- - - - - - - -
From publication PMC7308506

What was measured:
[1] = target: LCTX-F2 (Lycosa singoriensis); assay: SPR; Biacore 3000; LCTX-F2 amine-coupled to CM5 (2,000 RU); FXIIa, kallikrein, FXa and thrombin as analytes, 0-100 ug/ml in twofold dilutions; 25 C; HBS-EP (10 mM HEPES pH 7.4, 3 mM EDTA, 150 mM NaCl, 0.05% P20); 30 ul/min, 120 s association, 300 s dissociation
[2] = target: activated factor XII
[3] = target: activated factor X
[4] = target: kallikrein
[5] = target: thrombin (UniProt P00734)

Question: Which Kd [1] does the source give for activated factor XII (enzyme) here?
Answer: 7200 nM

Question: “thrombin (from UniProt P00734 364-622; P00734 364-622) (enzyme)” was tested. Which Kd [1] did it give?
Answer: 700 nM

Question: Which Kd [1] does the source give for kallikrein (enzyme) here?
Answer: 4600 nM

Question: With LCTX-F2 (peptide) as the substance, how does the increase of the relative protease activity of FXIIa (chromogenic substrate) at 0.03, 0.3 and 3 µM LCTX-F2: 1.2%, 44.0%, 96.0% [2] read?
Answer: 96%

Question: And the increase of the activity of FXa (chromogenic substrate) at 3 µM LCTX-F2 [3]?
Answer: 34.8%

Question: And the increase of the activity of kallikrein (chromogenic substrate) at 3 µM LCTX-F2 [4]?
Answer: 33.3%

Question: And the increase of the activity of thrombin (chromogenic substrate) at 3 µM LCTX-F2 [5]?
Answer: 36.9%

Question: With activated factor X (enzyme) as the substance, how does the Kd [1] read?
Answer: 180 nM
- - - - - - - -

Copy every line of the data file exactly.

From publication PMC7308506

What was measured:
[1] = target: LCTX-F2 (Lycosa singoriensis); assay: SPR; Biacore 3000; LCTX-F2 amine-coupled to CM5 (2,000 RU); FXIIa, kallikrein, FXa and thrombin as analytes, 0-100 ug/ml in twofold dilutions; 25 C; HBS-EP (10 mM HEPES pH 7.4, 3 mM EDTA, 150 mM NaCl, 0.05% P20); 30 ul/min, 120 s association, 300 s dissociation
[2] = target: activated factor XII
[3] = target: activated factor X
[4] = target: kallikrein
[5] = target: thrombin (UniProt P00734)

Question: Which Kd [1] does the source give for activated factor XII (enzyme) here?
Answer: 7200 nM

Question: “thrombin (from UniProt P00734 364-622; P00734 364-622) (enzyme)” was tested. Which Kd [1] did it give?
Answer: 700 nM

Question: Which Kd [1] does the source give for kallikrein (enzyme) here?
Answer: 4600 nM

Question: With LCTX-F2 (peptide) as the substance, how does the increase of the relative protease activity of FXIIa (chromogenic substrate) at 0.03, 0.3 and 3 µM LCTX-F2: 1.2%, 44.0%, 96.0% [2] read?
Answer: 96%

Question: And the increase of the activity of FXa (chromogenic substrate) at 3 µM LCTX-F2 [3]?
Answer: 34.8%

Question: And the increase of the activity of kallikrein (chromogenic substrate) at 3 µM LCTX-F2 [4]?
Answer: 33.3%

Question: And the increase of the activity of thrombin (chromogenic substrate) at 3 µM LCTX-F2 [5]?
Answer: 36.9%

Question: With activated factor X (enzyme) as the substance, how does the Kd [1] read?
Answer: 180 nM